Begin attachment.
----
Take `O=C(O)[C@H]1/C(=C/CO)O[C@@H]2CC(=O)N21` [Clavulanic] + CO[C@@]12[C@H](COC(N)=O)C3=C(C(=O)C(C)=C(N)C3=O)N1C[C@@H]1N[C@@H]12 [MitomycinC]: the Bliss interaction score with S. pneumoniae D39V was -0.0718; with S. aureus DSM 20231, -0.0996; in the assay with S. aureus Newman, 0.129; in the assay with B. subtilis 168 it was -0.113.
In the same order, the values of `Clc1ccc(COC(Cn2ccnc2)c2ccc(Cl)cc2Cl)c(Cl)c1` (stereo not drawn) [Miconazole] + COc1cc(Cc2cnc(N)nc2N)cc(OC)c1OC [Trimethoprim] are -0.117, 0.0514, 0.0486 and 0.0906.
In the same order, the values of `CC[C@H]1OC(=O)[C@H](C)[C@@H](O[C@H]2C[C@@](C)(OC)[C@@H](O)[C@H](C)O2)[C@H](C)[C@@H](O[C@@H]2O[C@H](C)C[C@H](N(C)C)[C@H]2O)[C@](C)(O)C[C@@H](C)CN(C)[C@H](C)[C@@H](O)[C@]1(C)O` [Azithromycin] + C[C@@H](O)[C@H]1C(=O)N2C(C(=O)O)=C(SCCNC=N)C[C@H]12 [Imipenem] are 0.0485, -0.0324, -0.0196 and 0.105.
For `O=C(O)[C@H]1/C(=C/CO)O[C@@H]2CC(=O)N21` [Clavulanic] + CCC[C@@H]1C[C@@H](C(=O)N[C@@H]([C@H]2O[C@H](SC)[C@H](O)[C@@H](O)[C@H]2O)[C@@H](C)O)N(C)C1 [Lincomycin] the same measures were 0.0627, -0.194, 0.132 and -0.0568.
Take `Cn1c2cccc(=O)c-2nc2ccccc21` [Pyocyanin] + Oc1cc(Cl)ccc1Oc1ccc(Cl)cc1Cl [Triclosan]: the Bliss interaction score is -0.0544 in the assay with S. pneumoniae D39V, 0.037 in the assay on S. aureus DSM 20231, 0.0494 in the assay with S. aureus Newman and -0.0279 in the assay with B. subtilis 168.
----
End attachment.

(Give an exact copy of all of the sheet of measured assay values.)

Take `O=C(O)[C@H]1/C(=C/CO)O[C@@H]2CC(=O)N21` [Clavulanic] + CO[C@@]12[C@H](COC(N)=O)C3=C(C(=O)C(C)=C(N)C3=O)N1C[C@@H]1N[C@@H]12 [MitomycinC]: the Bliss interaction score with S. pneumoniae D39V was -0.0718; with S. aureus DSM 20231, -0.0996; in the assay with S. aureus Newman, 0.129; in the assay with B. subtilis 168 it was -0.113.
In the same order, the values of `Clc1ccc(COC(Cn2ccnc2)c2ccc(Cl)cc2Cl)c(Cl)c1` (stereo not drawn) [Miconazole] + COc1cc(Cc2cnc(N)nc2N)cc(OC)c1OC [Trimethoprim] are -0.117, 0.0514, 0.0486 and 0.0906.
In the same order, the values of `CC[C@H]1OC(=O)[C@H](C)[C@@H](O[C@H]2C[C@@](C)(OC)[C@@H](O)[C@H](C)O2)[C@H](C)[C@@H](O[C@@H]2O[C@H](C)C[C@H](N(C)C)[C@H]2O)[C@](C)(O)C[C@@H](C)CN(C)[C@H](C)[C@@H](O)[C@]1(C)O` [Azithromycin] + C[C@@H](O)[C@H]1C(=O)N2C(C(=O)O)=C(SCCNC=N)C[C@H]12 [Imipenem] are 0.0485, -0.0324, -0.0196 and 0.105.
For `O=C(O)[C@H]1/C(=C/CO)O[C@@H]2CC(=O)N21` [Clavulanic] + CCC[C@@H]1C[C@@H](C(=O)N[C@@H]([C@H]2O[C@H](SC)[C@H](O)[C@@H](O)[C@H]2O)[C@@H](C)O)N(C)C1 [Lincomycin] the same measures were 0.0627, -0.194, 0.132 and -0.0568.
Take `Cn1c2cccc(=O)c-2nc2ccccc21` [Pyocyanin] + Oc1cc(Cl)ccc1Oc1ccc(Cl)cc1Cl [Triclosan]: the Bliss interaction score is -0.0544 in the assay with S. pneumoniae D39V, 0.037 in the assay on S. aureus DSM 20231, 0.0494 in the assay with S. aureus Newman and -0.0279 in the assay with B. subtilis 168.